"present your bodies as a living sacrifice"


#1

Romans 12:1 states "I appeal to you therefore, brothers,[a] by the mercies of God, to present your bodies as a living sacrifice, holy and acceptable to God, which is your spiritual worship(sometimes translated as rational service")."

One could say that Catholics try to live holy lives (through the grace of God) so that we may worship him at the Mass by offering our "bodies as a living sacrifice" in union with Jesus' sacrifice and praying our sacrifice is holy and acceptable to God.

This verse implies that this is Christian worship or how Christians serve God.

This is part of the Catholic Liturgy of the Eucharist. When do Protestants present their bodies as a living sacrifice to God? Is this part of your worship or does this verse have a completely different interpretation for Protestants?


#2

From the 1928 Book of Common Prayer (Eucharistic Prayer):

"AND we earnestly desire thy fatherly goodness, mercifully to accept this our sacrifice of praise and thanksgiving; most humbly beseeching thee to grant that, by the merits and death of thy Son Jesus Christ, and through faith in his blood, we, and all thy whole Church, may obtain remission of our sins, and all other benefits of his passion. **And here we offer and present unto thee, O Lord, our selves, our souls and bodies, to be a reasonable, holy, and living sacrifice unto thee; humbly beseeching thee, that we, and all others who shall be partakers of this Holy Communion, may worthily receive the most precious Body and Blood of thy Son Jesus Christ, be filled with thy grace and heavenly benediction, and made one body with him, that he may dwell in us, and we in him. **And although we are unworthy, through our manifold sins, to offer unto thee any sacrifice; yet we beseech thee to accept this our bounden duty and service; not weighing our merits, but pardoning our offences, through Jesus Christ our Lord; by whom, and with whom, in the unity of the Holy Ghost, all honour and glory be unto thee, O Father Almighty, world without end. Amen."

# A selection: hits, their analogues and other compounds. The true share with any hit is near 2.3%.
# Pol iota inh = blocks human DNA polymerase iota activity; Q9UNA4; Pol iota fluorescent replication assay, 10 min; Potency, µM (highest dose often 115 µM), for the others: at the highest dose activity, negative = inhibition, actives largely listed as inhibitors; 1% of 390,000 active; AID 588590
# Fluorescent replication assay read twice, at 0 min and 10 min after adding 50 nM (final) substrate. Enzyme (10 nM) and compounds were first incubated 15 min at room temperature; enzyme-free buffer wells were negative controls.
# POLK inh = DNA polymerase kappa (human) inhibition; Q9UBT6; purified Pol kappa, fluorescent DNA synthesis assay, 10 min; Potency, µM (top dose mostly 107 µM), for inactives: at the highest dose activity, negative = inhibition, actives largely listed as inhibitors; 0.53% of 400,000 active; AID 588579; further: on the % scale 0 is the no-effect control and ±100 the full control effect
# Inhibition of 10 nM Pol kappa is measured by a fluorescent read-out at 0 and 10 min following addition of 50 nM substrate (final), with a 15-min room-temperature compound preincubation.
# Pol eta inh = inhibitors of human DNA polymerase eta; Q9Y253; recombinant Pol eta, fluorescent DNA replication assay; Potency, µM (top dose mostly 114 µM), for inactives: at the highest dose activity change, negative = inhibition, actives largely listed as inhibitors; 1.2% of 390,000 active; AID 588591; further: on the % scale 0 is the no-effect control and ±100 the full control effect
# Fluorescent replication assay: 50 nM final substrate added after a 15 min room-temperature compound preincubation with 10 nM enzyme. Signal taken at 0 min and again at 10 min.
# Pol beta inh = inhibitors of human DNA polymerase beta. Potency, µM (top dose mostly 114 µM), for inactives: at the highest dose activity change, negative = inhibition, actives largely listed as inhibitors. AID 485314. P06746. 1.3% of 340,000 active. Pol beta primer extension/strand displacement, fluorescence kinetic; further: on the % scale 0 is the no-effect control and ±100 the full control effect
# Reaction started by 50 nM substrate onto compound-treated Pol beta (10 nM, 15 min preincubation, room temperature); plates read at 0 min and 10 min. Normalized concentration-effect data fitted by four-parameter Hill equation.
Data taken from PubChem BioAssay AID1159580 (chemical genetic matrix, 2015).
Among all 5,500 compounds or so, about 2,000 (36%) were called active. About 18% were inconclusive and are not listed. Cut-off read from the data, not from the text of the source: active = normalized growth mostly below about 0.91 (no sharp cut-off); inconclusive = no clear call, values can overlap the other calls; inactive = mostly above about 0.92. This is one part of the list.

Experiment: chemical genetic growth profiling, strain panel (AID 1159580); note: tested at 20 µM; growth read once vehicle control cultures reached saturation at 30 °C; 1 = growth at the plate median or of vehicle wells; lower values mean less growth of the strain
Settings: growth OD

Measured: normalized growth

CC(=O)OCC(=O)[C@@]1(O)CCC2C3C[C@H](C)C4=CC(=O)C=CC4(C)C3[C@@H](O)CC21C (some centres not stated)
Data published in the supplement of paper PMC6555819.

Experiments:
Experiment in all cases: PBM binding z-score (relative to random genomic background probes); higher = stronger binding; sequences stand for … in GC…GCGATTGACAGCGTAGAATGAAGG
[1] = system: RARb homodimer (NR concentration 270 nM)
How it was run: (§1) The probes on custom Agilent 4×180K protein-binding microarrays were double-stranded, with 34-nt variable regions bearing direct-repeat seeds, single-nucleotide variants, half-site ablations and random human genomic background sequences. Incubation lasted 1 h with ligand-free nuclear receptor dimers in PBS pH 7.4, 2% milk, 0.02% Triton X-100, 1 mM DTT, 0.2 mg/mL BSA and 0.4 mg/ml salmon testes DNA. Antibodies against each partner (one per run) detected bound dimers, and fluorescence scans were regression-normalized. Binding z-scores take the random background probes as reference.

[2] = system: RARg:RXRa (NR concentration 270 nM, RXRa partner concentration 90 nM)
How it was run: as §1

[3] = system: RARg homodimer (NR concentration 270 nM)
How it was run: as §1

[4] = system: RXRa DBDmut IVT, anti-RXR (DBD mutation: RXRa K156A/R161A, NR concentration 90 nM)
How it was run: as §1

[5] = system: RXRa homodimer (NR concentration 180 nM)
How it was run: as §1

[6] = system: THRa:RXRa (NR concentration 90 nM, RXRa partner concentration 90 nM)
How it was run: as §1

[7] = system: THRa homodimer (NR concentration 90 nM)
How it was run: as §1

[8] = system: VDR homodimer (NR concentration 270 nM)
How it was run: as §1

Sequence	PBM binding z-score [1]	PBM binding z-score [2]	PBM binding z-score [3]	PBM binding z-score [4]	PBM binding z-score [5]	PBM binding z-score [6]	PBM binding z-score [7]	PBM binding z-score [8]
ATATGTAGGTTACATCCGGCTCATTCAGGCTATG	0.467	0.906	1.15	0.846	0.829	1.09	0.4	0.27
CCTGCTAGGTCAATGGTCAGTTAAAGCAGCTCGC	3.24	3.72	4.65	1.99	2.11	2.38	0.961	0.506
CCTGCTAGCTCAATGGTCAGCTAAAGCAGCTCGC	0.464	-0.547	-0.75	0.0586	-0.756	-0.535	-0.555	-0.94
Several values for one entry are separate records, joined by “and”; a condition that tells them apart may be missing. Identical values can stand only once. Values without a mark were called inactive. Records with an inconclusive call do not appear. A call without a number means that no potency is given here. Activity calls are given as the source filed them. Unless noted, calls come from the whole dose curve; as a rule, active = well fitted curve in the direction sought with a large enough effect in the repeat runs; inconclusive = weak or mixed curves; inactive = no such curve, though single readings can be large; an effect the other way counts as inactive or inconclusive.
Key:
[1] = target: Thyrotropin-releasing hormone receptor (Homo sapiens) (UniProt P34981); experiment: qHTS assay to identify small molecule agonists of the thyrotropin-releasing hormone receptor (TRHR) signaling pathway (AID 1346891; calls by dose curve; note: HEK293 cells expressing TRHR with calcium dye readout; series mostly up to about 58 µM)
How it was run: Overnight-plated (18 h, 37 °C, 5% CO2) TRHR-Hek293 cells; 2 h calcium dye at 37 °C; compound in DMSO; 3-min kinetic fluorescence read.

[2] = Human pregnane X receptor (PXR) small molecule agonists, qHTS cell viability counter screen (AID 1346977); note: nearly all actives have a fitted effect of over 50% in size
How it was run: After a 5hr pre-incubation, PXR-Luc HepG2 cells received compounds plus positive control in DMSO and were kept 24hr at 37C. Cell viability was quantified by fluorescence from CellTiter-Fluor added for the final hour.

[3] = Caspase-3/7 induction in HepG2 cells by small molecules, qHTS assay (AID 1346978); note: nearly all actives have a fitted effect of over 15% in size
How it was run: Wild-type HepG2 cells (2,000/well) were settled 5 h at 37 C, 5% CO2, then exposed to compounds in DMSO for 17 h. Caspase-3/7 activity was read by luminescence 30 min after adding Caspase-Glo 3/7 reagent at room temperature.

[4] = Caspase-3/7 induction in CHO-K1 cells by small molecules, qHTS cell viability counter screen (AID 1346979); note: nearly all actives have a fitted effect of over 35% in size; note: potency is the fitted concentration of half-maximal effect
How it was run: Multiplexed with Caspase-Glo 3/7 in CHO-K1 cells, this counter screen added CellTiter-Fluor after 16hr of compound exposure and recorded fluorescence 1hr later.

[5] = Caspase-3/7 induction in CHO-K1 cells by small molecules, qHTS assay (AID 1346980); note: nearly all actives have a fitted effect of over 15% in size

#3

In the Lutheran tradition, it is not an interpretation that is focused towards the Eucharist. We offer them as living sacrifices in our day to day vocations (father, mother, pastor, child, employer, employee, etc.). It is there that we die to self and live to God by loving and serving our neighbors. In that way, our bodies are sacrificed up to be used by God for His purposes in the world.


#4

I stand more in the reformed tradition, and I say basically the same thing as Iggy here. I think it fits well with not only the Romans verse, but also Phillipians 4:18 and 1 Peter 2:5.

Kind regards

Lincs.


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